“I find myself thrilled to go to work,” says Gorman, who joined the NESA leadership team in 2009. After two years as COO and executive dean at the Newton, Mass.-based nonprofit, she was named interim president in late 2011. “I talk to, coach, direct and motivate people all day long.”
The former Marketing major is poised to lead NESA through its next phase of growth, as acupuncture gains wider acceptance as a treatment for numerous ills.
“People are tired of getting a prescription for another pill, tired of being in pain, tired of waiting to see their primary care doctor,” observes Gorman. “We offer another option.”
Even the Western medical establishment is coming around to the ancient practice. According to the 2007 National Health Interview Survey, an estimated 3.1 million U.S. adults used acupuncture in the previous year. Conversely, when NESA was founded in 1975, administrators had to pitch hospitals to host an acupuncture clinic staffed by students and supervised by a faculty member.
“In recent months, I’ve been approached by very important medical facilities in the Boston area and asked to provide student interns for on-site clinics,” Gorman reports. “As what we do becomes more recognized, the demand for our graduates will only grow.”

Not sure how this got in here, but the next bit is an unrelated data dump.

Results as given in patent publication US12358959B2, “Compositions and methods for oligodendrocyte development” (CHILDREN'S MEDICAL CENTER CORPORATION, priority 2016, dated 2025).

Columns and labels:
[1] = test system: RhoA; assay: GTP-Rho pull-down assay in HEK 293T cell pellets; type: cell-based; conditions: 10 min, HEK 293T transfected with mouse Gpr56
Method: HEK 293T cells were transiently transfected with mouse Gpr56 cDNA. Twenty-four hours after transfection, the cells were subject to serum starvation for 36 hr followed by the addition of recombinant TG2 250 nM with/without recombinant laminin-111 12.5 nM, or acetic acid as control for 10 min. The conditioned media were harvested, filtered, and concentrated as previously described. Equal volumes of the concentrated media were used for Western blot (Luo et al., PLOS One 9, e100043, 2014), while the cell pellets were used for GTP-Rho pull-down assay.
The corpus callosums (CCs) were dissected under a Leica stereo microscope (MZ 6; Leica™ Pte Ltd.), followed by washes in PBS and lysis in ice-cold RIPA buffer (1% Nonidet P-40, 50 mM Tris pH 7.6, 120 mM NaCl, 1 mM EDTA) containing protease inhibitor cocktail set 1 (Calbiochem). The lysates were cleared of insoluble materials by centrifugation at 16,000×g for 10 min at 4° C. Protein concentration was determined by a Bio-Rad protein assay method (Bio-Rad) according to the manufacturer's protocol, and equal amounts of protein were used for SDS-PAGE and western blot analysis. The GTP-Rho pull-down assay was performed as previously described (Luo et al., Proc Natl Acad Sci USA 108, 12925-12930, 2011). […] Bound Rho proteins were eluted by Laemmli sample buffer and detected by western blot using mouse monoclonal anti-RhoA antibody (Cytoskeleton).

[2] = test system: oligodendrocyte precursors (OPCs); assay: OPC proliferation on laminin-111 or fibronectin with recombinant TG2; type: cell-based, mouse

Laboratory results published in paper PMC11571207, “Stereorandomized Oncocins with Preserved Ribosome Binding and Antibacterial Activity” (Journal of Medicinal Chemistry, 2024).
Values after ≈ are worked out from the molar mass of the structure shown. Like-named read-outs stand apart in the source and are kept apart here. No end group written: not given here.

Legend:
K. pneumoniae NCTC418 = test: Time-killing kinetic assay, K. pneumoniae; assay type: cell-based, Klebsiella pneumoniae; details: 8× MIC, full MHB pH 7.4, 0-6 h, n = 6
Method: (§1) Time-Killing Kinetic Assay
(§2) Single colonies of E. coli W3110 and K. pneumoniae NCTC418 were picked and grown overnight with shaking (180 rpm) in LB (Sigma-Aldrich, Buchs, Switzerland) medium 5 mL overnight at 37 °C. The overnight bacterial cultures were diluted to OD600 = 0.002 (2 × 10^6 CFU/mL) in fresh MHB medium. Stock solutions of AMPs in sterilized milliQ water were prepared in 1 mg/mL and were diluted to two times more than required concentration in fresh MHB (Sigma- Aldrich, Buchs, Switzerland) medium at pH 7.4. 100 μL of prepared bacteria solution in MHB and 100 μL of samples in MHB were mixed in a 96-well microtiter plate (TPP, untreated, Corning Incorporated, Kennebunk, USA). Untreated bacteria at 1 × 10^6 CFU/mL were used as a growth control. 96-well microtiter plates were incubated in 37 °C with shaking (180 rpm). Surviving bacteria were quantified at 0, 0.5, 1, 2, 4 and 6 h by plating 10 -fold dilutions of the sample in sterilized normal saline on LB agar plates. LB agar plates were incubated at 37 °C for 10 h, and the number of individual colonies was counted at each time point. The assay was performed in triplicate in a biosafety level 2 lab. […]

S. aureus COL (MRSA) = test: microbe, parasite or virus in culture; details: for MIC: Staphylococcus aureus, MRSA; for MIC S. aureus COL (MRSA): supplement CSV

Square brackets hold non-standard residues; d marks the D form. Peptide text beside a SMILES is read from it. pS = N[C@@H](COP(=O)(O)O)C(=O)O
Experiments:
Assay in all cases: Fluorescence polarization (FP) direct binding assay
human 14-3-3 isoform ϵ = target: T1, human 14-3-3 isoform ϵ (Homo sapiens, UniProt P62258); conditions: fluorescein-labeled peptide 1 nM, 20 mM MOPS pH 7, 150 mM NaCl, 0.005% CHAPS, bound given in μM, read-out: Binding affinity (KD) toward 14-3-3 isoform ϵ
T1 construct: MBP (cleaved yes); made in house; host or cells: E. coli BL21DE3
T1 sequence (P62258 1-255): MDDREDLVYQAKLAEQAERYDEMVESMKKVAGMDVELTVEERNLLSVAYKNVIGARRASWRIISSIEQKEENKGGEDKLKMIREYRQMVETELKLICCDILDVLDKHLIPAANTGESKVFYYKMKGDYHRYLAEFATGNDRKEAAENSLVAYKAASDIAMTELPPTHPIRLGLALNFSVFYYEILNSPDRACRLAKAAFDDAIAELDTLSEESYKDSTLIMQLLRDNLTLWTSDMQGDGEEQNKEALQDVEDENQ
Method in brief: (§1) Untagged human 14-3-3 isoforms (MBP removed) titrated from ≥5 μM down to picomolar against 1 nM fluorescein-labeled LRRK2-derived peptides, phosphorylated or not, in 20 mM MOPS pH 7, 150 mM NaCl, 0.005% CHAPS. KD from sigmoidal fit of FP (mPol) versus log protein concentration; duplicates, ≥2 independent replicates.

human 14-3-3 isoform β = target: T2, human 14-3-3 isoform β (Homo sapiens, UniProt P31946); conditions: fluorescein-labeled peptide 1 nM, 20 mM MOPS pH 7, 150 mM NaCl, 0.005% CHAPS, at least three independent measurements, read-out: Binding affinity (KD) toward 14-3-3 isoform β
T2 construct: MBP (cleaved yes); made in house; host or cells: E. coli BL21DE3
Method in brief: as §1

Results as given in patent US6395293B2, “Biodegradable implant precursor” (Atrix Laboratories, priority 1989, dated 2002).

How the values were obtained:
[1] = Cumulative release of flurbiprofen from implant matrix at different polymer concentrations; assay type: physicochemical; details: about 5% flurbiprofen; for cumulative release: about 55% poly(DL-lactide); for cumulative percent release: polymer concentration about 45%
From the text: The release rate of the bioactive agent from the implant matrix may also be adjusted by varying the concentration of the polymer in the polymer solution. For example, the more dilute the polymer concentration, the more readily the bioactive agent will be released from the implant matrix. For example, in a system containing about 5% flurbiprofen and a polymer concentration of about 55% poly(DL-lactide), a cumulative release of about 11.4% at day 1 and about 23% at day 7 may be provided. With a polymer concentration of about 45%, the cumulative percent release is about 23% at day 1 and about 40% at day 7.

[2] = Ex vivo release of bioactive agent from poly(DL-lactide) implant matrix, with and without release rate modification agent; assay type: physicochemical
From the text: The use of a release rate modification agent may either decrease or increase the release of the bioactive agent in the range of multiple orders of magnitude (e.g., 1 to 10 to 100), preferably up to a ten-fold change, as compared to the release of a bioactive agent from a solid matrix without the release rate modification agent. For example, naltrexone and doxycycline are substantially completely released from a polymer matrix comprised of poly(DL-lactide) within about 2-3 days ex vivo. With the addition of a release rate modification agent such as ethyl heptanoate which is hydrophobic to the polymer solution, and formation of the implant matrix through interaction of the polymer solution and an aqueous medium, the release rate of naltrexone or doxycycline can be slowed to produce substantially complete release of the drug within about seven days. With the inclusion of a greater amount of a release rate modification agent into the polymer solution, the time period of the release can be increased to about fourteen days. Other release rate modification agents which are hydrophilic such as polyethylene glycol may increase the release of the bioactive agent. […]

Gorman’s goals for the school include growing the student body, which hovers around 200, and possibly diversifying programs beyond acupuncture. To those ends, she has hired consultants to help with enrollment strategies. Another resource is Bentley’s Corporate Immersion program, which puts current students to work on real projects in the professional world. A group of MBA students will create a new branding campaign for NESA.
“When people think of acupuncture, they think of needles – which makes them think it must hurt,” she explains. “We’ve got to change that perception.”
In citing the benefits of acupuncture, Gorman speaks from experience. NESA encourages all employees to schedule sessions, offering reduced rates and a culture that respects taking time out of the workday. At first reluctant to book appointments, Gorman is now a convert.
“I used to be a nose-to-the-grindstone person who reached for over-the-counter medication for a headache or to help me sleep,” recalls the alumna, who had struggled through a divorce and layoff before joining NESA. She credits two years of treatments for quelling insomnia and workaholic tendencies.
Whatever the source of her newfound peace, Gorman is energized by the challenges ahead. “Although I still can’t believe it when I pull into the parking lot, I love coming to work every day.”